Matilda de Melville

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Matilda de Melville (Malherbe)

Also Known As: "Malherbe", "Motherbe"
Birthplace: Scotland
Death: 1178 (47-48)
Melville, Lasswade, Midlothian, Scotland
Immediate Family:

Daughter of William Malherbe, Angus and NN
Wife of Galfridus de Melville, Sheriff of Edinburgh
Mother of Galdrid “the younger” Melville, laird of Carnbee; Thomas Melville; Walter Melville, of Fife; Robert Melville; Hugh Melville and 1 other
Sister of Thomas de Morham

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About Matilda de Melville

There is reason to believe that Galfrid Melville was twice married. The name of his first wife has not been ascertained, but his second wife was Matilda Malherbe, who survived him. She was also of Anglo-Norman extrac- tion, although the Malherbes assumed the name of Morham, from their lands in East Lothian.

He had issue, seven sons:

  • 1 . Gregory, his heir, of whom a short notice follows. (From first wife)
  • 2. Galfrid, who received from his nephew Richard, son of his brother Gregory, the lands of Grendun (now Granton, near Edinburgh) and the lands of Stanehouse or Stenhouse, near Liberton. In the charter by King William the Lion, confirming the grant by Richard, Galfrid is described as uncle of Richard Melville, and son of Matilda Malherbe, an expression which seems to imply that she was not the mother of Richard's father. 3 This view is strengthened by another writ in which Richard, son of Gregory Melville, ratines an agreement between Galfrid Melville and Matilda Malherbe, his mother, to the effect that Matilda should give up the half of Retrevin, now Tartraven, in Linlithgowshire, which was her dowry, and accept in exchange the lands of Stenhouse, which are to be held by her as Gregory Melville held them. 1 The phraseology of this writ would imply that Matilda Malherbe was the mother of Galfrid, and not of his brother Gregory, and therefore, a second wife of the elder Galfrid. The younger Galfrid appar- ently received from his father a portion of the Liberton lands, as he con- firmed to the monks of Holyrood the two oxgangs of land in Liberton, given by Malbet Bere. The land is to be held as freely and peaceably as the granter can give it, a phrase which suggests a qualified ownership.' 2 Galfrid Melville, the younger, apparently survived until the reign of King Alexander the Second. About the year 1200 he appears as a witness, with the bishop of St. Andrews, several other bishops, the Earls of Fife, Strathern and Angus, and a number of Fifeshire gentlemen, 3 to an important con- vention between the prior and canons of St. Andrews and the Culdees there, as to the rents and dues of certain lands and teinds. About the same date, or later, Galfrid Melville is a witness to a charter by another Fifeshire laird, Thomas, son of Walter of Lundin or Lundie, granting the lands of Balcormo in Fife to the aDbey of Cambushenneth. 4 He is also named with the same Thomas of Lundin and others in the same neiah- bourhood, as witness to a charter by John, son of Michael, then laird of Wemyss, to the monks of May, about the year 1230. 5 This constant connection with the county of Fife indicates that Galfrid Melville, the second of that name, had settled in that district. It is not improbable both from this fact, from a tradition preserved in the family of the Melvilles of Raith, that the laird of Carnbee was the second son of the first Lord of Melville, 6 and also from the circumstance that at a later date the lands of Granton and Stenhouse were in possession of the Melvilles of Carnbee, that Galfrid the younger was the ancestor of that branch of the family. 7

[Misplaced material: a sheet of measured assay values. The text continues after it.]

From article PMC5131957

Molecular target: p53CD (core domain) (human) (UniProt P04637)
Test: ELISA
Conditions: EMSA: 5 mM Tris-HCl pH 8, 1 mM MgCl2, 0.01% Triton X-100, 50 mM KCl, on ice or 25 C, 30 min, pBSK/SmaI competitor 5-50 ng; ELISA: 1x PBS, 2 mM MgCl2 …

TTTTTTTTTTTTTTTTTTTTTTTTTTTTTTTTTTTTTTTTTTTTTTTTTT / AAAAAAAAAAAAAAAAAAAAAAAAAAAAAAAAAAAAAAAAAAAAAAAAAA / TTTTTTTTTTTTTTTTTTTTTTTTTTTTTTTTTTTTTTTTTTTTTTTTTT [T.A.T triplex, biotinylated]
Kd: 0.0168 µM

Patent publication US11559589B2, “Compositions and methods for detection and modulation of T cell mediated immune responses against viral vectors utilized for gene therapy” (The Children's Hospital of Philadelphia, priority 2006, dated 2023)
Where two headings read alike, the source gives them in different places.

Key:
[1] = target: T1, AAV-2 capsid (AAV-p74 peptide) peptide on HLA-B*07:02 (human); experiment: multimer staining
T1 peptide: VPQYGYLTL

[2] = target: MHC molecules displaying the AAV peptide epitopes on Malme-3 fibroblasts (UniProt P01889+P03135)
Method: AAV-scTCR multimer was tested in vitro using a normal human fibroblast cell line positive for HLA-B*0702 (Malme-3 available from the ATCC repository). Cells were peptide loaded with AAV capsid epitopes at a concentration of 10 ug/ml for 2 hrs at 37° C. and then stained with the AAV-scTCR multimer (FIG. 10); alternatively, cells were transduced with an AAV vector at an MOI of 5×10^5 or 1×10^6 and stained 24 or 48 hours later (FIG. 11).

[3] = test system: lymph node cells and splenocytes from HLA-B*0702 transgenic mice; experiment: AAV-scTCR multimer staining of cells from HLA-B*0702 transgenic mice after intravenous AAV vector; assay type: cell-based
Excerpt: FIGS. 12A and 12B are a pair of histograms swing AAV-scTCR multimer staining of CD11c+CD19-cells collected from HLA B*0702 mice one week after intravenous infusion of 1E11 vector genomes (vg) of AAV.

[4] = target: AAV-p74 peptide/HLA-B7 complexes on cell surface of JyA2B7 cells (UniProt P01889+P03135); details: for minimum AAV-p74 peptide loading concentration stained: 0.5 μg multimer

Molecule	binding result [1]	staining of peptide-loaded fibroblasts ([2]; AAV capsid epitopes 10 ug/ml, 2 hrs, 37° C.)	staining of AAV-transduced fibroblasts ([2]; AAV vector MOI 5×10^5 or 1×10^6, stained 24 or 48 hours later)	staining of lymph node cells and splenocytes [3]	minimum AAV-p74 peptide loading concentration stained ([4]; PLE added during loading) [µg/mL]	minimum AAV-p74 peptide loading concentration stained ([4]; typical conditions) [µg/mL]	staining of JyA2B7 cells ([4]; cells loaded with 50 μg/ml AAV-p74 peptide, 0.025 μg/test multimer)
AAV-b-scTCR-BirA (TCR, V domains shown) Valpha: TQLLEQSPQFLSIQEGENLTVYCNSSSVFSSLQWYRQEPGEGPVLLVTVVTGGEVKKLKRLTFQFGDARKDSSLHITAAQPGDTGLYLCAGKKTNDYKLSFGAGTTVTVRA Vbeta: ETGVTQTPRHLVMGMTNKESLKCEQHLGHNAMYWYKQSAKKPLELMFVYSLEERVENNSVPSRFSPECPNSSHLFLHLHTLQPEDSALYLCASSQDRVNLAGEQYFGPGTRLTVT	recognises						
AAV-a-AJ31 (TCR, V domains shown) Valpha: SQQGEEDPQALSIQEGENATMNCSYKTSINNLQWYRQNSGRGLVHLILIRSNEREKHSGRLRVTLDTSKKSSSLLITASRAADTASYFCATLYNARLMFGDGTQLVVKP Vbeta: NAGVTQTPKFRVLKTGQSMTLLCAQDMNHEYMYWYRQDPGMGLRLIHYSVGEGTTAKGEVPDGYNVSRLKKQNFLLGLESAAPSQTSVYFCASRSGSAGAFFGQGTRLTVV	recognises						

• 3. Thomas, who, with his four following brothers, is named as a witness to their father's grant of the church of Melville to the abbey of Dunfermline, already narrated. Of him no further trace has been discovered.
  • 4. Robert, named in the same charter. A Sir Robert Melville, who is probably the same, is a witness to a decision by Sir Walter Olifard the younger, justiciary of Lothian, in a dispute between the bishop of Glasgow and Jordan of Currokes or Corehouse, as to the lands of Stobo, confirmed by King Alexander the Second, in 12 23. 1 He is also a witness in the year 1226, along with the Scottish chancellor, Sir Walter Olifard and others, to a charter by John Normanville to the abbey of Melrose, of part of the lands of Maxton. 2 Sir Robert Melville may have held lands in Roxburgh- shire and Peeblesshire, where the Melvilles certainly had possessions at a later date.
  • 5. Hugh, named as above. He appears as a witness, about 1203, to a charter by Alan Fitz- Walter, steward of Scotland, granting lands in Eenfrew to the abbey of Paisley, and is also a witness to another charter to that abbey, of uncertain date, but about the same period. 3
  • 6. Richard ; and
  • 7. Walter, who are also named in the charter quoted, but regarding whom nothing further has been ascertained.


  • The Melvilles, Earls of Melville, and the Leslies, Earls of Leven. Memoirs. (Correspondence. - Charters.) [With plates, including portraits and facsimiles, and genealogical tables.] by Fraser, William, Sir, 1816-1898.Link